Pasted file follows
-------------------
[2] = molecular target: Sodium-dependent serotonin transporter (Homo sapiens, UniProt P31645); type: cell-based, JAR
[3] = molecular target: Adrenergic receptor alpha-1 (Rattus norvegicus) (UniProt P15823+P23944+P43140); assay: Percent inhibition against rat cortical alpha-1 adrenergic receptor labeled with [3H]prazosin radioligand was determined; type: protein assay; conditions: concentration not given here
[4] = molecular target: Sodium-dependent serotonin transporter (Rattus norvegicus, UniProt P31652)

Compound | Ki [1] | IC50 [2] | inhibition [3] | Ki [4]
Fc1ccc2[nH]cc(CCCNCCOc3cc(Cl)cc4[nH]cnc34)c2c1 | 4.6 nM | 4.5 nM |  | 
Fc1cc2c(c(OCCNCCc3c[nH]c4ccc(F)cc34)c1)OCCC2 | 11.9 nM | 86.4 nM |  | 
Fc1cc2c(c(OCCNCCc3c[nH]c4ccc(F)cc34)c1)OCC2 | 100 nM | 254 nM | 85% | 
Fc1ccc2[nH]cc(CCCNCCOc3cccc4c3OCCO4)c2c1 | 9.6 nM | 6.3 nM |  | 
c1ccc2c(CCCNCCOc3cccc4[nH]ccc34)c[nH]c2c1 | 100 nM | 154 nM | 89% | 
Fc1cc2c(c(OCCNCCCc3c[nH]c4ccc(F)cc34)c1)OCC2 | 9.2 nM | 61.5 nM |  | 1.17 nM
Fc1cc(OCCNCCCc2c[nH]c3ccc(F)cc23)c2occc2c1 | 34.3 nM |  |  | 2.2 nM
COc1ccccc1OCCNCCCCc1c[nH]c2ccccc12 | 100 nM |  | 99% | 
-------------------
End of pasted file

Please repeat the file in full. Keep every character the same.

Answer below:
[2] = molecular target: Sodium-dependent serotonin transporter (Homo sapiens, UniProt P31645); type: cell-based, JAR
[3] = molecular target: Adrenergic receptor alpha-1 (Rattus norvegicus) (UniProt P15823+P23944+P43140); assay: Percent inhibition against rat cortical alpha-1 adrenergic receptor labeled with [3H]prazosin radioligand was determined; type: protein assay; conditions: concentration not given here
[4] = molecular target: Sodium-dependent serotonin transporter (Rattus norvegicus, UniProt P31652)

Compound | Ki [1] | IC50 [2] | inhibition [3] | Ki [4]
Fc1ccc2[nH]cc(CCCNCCOc3cc(Cl)cc4[nH]cnc34)c2c1 | 4.6 nM | 4.5 nM |  | 
Fc1cc2c(c(OCCNCCc3c[nH]c4ccc(F)cc34)c1)OCCC2 | 11.9 nM | 86.4 nM |  | 
Fc1cc2c(c(OCCNCCc3c[nH]c4ccc(F)cc34)c1)OCC2 | 100 nM | 254 nM | 85% | 
Fc1ccc2[nH]cc(CCCNCCOc3cccc4c3OCCO4)c2c1 | 9.6 nM | 6.3 nM |  | 
c1ccc2c(CCCNCCOc3cccc4[nH]ccc34)c[nH]c2c1 | 100 nM | 154 nM | 89% | 
Fc1cc2c(c(OCCNCCCc3c[nH]c4ccc(F)cc34)c1)OCC2 | 9.2 nM | 61.5 nM |  | 1.17 nM
Fc1cc(OCCNCCCc2c[nH]c3ccc(F)cc23)c2occc2c1 | 34.3 nM |  |  | 2.2 nM
COc1ccccc1OCCNCCCCc1c[nH]c2ccccc12 | 100 nM |  | 99% | 